Cartesi is the operating system of decentralized applications (dApps). It is a decentralized Layer-2 Linux infrastructure for scalable dApps. By enabling complex and intensive computations to run in a Linux environment outside the blockchain without compromising decentralization, Cartesi brings mainstream productivity to developers and a satisfying experience to users.
Prior to the founding of Cartesi, dApps developers faced significant issues with scaling computational data and implementing a solid development environment. This was due to the large amount of data being produced by the dApps. To solve the issues associated with computational scalability, certain consensus mechanisms were designed. These mechanisms were based on full redundancy and required every transaction to be stored permanently and to be validated by every participant. This led to gross inefficiency and slowness of the dApps.
The inefficiency became a limiting factor to the growth of transaction per second (TPS) rate, the amount of data involved, and intensity of computations within transactions on dApps. The high transaction costs and increased latency on these mechanisms became a barrier to the success of many innovative dApps. To tackle this menace, the Cartesi Protocol was designed.
Founded by Erick de Moura and his team in 2018, Cartesi solves the problems of computational scalability and development infrastructure for the decentralized web. Using Cartesi, dApps can be coded with the vast domain of mainstream software stacks available today. These enable developers to run dApps off-chain, with the strong security guarantee of the blockchain, while reducing computational limits and operating costs.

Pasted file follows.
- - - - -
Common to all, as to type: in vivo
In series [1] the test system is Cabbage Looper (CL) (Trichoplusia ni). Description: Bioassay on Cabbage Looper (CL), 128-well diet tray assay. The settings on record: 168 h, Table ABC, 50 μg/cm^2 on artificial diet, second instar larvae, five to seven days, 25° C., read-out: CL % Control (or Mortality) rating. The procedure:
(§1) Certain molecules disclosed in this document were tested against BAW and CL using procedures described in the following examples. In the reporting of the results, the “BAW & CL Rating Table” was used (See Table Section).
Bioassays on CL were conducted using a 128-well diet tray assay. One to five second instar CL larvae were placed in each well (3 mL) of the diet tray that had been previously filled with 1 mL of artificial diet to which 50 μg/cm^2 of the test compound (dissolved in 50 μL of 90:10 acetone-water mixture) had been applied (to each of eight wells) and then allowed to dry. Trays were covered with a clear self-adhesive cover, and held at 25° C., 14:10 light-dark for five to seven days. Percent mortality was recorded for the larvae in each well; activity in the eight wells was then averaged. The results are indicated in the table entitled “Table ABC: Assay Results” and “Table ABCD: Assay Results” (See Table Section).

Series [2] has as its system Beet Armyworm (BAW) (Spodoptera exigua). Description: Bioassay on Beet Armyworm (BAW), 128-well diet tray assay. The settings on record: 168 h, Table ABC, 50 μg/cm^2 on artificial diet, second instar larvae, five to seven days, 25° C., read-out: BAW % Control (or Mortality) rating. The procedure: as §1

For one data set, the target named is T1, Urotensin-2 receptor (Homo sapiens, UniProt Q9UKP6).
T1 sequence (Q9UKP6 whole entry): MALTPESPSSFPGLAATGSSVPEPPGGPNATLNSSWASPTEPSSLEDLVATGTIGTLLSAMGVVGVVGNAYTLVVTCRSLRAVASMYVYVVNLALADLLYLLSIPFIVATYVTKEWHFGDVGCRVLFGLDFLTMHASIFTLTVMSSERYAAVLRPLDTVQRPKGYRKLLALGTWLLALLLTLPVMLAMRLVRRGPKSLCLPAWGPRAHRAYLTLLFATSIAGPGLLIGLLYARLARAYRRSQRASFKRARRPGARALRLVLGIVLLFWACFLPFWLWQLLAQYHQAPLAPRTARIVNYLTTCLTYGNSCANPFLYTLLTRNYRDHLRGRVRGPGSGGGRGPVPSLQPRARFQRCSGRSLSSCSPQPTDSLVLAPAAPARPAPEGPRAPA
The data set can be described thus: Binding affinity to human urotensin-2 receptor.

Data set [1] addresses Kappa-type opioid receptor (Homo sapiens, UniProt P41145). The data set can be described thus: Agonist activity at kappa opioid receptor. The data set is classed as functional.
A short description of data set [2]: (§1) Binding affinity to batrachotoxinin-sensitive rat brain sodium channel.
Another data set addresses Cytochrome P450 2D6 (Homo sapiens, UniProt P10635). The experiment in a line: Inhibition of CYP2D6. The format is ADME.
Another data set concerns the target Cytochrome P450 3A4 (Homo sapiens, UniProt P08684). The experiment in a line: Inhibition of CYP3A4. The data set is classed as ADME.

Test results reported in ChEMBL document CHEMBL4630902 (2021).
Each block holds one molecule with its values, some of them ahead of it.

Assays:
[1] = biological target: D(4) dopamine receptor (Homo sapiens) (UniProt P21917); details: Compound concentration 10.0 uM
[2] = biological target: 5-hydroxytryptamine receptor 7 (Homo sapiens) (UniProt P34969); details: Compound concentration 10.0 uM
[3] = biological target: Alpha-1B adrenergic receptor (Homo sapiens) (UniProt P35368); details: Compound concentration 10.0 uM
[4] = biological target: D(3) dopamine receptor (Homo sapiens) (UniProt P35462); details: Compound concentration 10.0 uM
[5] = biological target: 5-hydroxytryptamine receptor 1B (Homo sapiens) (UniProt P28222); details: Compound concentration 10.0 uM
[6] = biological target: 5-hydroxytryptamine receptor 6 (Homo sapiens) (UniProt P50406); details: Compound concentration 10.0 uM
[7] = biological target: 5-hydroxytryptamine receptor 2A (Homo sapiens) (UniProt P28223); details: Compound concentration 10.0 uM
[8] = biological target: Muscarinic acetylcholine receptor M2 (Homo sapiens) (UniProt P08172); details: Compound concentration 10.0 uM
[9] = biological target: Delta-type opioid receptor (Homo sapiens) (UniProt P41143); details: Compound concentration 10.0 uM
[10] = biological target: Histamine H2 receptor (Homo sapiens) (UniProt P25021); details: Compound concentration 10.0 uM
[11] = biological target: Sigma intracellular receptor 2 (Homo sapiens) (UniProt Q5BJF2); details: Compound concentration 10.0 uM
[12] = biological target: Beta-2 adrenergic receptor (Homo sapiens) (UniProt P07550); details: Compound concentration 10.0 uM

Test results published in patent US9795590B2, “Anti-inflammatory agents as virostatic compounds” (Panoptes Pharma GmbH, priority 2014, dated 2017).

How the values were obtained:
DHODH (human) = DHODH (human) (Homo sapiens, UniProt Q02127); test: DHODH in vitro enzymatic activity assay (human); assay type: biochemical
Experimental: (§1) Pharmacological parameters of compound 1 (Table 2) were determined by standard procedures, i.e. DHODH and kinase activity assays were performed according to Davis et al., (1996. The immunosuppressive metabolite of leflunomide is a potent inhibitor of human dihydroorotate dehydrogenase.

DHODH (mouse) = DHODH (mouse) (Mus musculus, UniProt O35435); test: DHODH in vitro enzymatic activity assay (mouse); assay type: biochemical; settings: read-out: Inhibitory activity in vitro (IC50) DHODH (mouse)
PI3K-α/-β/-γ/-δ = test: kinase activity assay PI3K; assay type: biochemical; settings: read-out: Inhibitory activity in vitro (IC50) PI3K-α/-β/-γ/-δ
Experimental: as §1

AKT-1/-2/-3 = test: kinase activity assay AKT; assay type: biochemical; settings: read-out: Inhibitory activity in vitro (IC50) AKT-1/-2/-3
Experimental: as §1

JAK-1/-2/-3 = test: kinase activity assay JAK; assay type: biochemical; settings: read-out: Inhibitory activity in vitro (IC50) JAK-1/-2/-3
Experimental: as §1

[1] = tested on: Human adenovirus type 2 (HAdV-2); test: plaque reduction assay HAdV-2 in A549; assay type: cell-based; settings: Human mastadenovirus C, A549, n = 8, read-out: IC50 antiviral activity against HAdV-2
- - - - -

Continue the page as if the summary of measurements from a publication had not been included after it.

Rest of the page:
How Cartesi Works
Cartesi is a Layer-2 platform for the development and deployment of scalable decentralized applications. DApps built on top of Cartesi are hybrid. These dApps include both the blockchain and off-chain components. The off-chain components of the dApps run in a network of Cartesi nodes which represents the interests of dApps users. This off-chain component has two modalities: native computations and reproducible computations.
Native computations run directly in the host hardware. These computations have access to the node’s full processing power. However, they are not reproducible. Reproducible computations run inside Cartesi machines that are controlled by the Cartesi nodes. These nodes are, in general, fully self-contained Linux systems that run on a deterministic RISC-V architecture. Nodes interact with Cartesi machines by means of a well-detailed host interface.
Within the blockchain, a dApp developed on the Cartesi platform can specify reproducible off-chain computations to be performed over large amounts of off-chain data. The Cartesi nodes can automatically follow the specifications by these dApps to perform the computation off-chain. Also, dApps developers can instruct the nodes to submit results or verify and dispute results submitted by other developers.
Based on the blockchain’s perspective, undisputed computations take negligible resources. Even in cases of disputes, the settlement cost is only the logarithm of the storage and time required during the computation. Also, Cartesi nodes never experience more than twice the space and time required by the computation. In this way, the platform virtually eliminates the gap in storage, computational power and development infrastructure between smart contracts and traditional computer programs.